In mindfulness practice, attachment represents a considerable impediment. Among its other ‘roles’, becoming attached to or entrenched in a particular state or event fails to allow us to move on. We become ‘stuck’, in the present context, ‘in victim’ – which then begins to define who we are, how we see ourselves, and even what our expectations for the future might be. (In clinical terms, we may become depressed or overly preoccupied with the past; even making ‘predictions’ about the probable negative direction we’re headed in – the ‘nothing ever changes’ or ‘without bad luck, I’d have no luck at all’ outlook.) Regular mindfulness practice, with its attendant emphasis on the basics of letting go, allowing what is, accepting that change and evolution is inevitable, can be figural in our adoption of a more fluid, tolerant (of all experiences) mindset – living with the ‘full catastrophe’, in Jon Kabat Zinn’s description. In Mr. Achor’s view, this becomes important as we sort out how we’re going to address the inevitable ‘downturns’ in our lives (he claims something of the order of 10% of what we face is externally determined and therefore unavoidable) – do we treat them as ‘confirmations’ of our ‘traumatized’ state; or adaptively, with rational optimism.

This thinking is not new. I can still recall seeing Norman Vincent Peale sitting prominently on my parents’ bookshelf (well, his book, anyway). Much more recently, and for the hard-headed scientist in me, more palatably is the work of Martin Seligman, a prominent psychologist, whose earlier research centered on learned optimism, leading to his very readable book, Authentic Happiness in 2002. In it he provides compelling evidence and manageable formulae for (in language very similar to Achor’s) ‘fulfilling one’s potential’. His listing of ‘signature strengths’ (vs. defining pathologies) – what’s right, rather than what’s wrong – reads like an index to mindfulness practice: openness to experience, objective consideration, social intelligence, perspective, integrity, genuineness, honesty, (loving)kindness, generosity, self-control, humility. . .the list goes on to twenty-four such dimensions. (Just a tad more ‘optimistic’ than reading the DSM-IV, the catalogue of psychiatric mental health disorders, prominent on our current bookshelves.)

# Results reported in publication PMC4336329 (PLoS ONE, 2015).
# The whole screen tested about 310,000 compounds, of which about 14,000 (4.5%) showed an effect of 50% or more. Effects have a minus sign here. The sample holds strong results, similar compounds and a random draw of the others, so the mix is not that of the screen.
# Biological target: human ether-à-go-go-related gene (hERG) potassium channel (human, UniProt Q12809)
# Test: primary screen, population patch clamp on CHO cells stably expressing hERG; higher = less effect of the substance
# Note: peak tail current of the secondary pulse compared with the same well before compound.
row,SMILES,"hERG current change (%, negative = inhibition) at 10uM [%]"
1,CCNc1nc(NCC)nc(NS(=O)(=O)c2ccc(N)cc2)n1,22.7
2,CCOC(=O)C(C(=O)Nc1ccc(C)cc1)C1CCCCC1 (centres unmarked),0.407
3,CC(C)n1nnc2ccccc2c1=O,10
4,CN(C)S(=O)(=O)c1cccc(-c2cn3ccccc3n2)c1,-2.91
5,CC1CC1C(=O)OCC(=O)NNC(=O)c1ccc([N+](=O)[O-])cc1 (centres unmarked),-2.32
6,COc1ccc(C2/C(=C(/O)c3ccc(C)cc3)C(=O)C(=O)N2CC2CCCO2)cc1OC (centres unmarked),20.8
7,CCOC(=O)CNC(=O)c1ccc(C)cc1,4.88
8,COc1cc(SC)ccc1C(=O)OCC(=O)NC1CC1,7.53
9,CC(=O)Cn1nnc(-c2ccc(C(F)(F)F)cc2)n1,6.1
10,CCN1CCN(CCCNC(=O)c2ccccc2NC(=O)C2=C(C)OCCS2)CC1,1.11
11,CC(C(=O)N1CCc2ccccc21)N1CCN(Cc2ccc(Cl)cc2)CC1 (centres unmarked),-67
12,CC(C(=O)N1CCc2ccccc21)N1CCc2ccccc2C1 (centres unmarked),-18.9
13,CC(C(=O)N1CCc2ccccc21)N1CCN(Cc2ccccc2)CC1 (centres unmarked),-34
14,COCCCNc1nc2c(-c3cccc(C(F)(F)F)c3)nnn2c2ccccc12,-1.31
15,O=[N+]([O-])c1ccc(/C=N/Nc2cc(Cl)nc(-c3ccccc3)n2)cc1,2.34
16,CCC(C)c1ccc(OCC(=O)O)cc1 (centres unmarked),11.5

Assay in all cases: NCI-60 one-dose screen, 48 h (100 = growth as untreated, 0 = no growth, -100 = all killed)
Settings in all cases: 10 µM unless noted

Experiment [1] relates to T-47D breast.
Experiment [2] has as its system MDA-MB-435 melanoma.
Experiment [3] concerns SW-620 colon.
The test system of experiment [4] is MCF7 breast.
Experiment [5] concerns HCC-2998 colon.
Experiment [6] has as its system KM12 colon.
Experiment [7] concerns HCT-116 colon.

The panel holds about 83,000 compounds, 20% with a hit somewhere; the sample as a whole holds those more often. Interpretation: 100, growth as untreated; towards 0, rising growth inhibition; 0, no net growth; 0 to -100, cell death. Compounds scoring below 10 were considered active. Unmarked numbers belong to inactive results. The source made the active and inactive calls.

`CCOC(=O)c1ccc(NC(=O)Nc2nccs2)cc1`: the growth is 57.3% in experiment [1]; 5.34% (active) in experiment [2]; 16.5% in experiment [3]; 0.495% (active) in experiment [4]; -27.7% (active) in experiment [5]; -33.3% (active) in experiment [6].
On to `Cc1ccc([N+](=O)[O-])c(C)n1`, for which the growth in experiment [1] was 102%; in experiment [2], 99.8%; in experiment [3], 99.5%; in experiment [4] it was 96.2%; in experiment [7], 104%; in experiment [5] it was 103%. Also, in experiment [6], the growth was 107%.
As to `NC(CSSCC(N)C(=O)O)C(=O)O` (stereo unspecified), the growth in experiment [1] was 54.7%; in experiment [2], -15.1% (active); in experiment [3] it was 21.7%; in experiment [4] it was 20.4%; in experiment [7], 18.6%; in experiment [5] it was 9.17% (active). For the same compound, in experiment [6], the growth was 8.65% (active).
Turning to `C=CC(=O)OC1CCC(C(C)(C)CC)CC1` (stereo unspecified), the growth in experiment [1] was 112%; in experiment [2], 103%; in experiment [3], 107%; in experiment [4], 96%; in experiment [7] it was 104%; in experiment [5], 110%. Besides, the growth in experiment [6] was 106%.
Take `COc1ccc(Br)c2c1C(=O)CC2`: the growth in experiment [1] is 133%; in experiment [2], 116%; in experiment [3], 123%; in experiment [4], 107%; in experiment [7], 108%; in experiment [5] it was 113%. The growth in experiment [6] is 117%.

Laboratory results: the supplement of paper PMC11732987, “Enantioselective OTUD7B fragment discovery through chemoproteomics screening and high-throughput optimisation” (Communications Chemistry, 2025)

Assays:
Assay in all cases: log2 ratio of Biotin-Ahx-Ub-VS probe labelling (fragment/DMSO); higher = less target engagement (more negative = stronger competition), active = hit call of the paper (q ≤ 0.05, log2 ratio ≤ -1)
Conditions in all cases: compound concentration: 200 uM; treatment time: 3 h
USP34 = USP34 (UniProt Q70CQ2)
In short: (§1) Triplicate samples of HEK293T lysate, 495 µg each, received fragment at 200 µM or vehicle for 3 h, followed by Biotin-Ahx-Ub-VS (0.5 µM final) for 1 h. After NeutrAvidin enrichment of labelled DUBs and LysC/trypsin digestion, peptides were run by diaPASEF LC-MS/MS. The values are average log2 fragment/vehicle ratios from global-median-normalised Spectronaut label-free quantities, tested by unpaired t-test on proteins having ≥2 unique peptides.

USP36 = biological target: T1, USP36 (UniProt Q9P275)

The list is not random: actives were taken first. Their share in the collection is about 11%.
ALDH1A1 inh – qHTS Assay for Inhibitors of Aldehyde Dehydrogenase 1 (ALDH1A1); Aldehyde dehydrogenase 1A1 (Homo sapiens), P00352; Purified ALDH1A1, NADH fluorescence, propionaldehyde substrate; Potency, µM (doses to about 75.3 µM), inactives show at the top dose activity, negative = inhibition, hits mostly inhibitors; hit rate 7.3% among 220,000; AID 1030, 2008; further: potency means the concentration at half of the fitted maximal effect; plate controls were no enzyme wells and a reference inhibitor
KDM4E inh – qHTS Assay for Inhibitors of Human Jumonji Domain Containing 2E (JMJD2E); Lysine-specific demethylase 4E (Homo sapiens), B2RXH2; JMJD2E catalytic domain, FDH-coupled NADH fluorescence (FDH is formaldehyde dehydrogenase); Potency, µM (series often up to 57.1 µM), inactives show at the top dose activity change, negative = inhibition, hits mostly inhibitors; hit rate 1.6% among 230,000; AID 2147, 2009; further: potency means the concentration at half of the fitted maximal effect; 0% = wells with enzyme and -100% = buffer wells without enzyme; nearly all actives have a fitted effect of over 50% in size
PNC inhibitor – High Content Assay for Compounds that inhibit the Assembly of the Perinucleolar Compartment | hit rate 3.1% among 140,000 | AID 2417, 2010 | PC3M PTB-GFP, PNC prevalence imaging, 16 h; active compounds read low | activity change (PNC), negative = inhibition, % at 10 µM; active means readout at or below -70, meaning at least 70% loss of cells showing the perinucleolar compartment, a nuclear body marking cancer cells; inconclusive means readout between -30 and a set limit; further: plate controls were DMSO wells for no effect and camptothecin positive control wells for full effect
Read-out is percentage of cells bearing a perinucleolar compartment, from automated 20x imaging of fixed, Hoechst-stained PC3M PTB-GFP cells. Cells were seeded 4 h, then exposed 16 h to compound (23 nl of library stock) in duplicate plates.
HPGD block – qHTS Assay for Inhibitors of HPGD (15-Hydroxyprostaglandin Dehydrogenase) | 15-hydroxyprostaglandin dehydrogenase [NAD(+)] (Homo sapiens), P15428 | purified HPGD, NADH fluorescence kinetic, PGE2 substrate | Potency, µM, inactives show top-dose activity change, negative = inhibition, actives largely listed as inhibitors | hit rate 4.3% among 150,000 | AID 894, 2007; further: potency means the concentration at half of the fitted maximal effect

For a full, working example of what Achor’s formula might look like in action, have a look at this morning Globe’s lead story at:

Optimism, supportive social network, positive response to stress – indeed! Maybe there’s hope for this aging cynic after all.